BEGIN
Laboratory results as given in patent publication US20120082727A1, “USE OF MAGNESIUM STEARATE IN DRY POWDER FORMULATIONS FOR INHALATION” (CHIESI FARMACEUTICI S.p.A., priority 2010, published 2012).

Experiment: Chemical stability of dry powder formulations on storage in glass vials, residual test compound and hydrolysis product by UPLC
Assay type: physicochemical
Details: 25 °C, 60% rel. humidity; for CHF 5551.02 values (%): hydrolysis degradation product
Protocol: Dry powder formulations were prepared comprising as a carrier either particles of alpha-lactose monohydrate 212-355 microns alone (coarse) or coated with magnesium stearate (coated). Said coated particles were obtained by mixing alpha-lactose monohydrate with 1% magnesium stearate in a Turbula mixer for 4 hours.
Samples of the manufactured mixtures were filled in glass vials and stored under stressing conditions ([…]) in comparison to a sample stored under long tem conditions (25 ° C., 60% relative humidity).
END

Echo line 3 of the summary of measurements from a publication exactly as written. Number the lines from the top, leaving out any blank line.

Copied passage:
Assay type: physicochemical